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Home > Auctions > 7th September 2021 > Large South Arabian Face Stela

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LOT 0208

Estimate
GBP (£) 6,000 - 8,000
EUR (€) 7,050 - 9,400
USD ($) 8,360 - 11,150

Opening Bid
£4,590 (EUR 5,394; USD 6,397) (+bp*)

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Bid History: 0

Large South Arabian Face Stela

3rd-1st century BC

A substantial rectangular Nabataean or Yemenite limestone stela, carved with a stylised face of a male dignitary to the upper end; the expressive face with scaphoid slit mouth and triangular nose beneath a prominent brow-ridge, rounded eyes with lateral wedge-shaped corners, sockets to accept inserts; mounted on a custom-made display stand. 32.8 kg total, 77cm including stand (30 1/4"). Fine condition.

Provenance
Property of a Kensington gentleman; acquired on the London art market in 2000; accompanied by an archaeological expertise by Dr. Raffaele D’Amato; this lot has been checked against the Interpol Database of stolen works of art and is accompanied by AIAD certificate number no. 10733-174377.

Literature
Cf. similar limestone face stelae in Bienkowski, P., The Art of the Jordan, Stroud, 1996, fig.47; Wenning, R., ‘The Betyls of Petra’ in Bulletin of the American Schools of Oriental Research, 324, 2001, pp.79–95; Simpson, S., Queen of Sheba. Treasures from Ancient Yemen, London, 2002, p.197, no.276, 199, nos.279-280.

Footnotes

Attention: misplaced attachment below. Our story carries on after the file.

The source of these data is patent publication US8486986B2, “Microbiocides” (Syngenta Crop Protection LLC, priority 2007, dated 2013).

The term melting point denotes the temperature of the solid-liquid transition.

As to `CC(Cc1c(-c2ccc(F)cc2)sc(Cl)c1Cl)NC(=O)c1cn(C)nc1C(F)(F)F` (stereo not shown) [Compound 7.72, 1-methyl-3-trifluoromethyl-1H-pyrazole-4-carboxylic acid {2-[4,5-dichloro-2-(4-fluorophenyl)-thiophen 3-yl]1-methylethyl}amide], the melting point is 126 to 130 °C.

A similar carving style is demonstrated in the anthropomorphic idol from The Temple of the Winged Lions in Petra. Its shape is clearly similar to the betyls, i.e. blocks of stone representing a Nabataean god. The term ‘betyl’ derives from the Greek Βαιτύλια and from a Greek myth, according to which Ouranos created animated stones falling from the sky. Nabataean inscriptions include two terms for betyls: nşb and mşb. Both terms are related to the Semitic root yşb and describe an erected/standing stone/stela. Betyls were commonly placed on altars or platforms for religious rites being performed. The stela could be incorporated in a stone frame, with the inscription of the deceased or of the divinity, and sometimes decorated, like the stela of the goddess of Hayyan son of Nabat (Bienkowski, 2002, p.46), with specific attributes, like the laurel crown. A special type of Nabataean betyl, in Dalman’s classification, is called the eye betyl, where the high, rectangular, plain slab is represented with square eyes and a straight nose. Another special type are the face stelae, to which category our specimen belongs. Eye betyls and face stelae are of interest to scholars due to the inconsistency in what is largely understood as Nabataean aniconism. Like the Nabataean betyls, the face is carved in raised relief; the thick lips contrast with the triangular, massive nose that raises from the background. The traces of red on the eyelids and the other red and black pigments on eyebrows and eye sockets, makes clear that these stelae were originally enhanced with the colours and the insertions of precious stones for the eyes.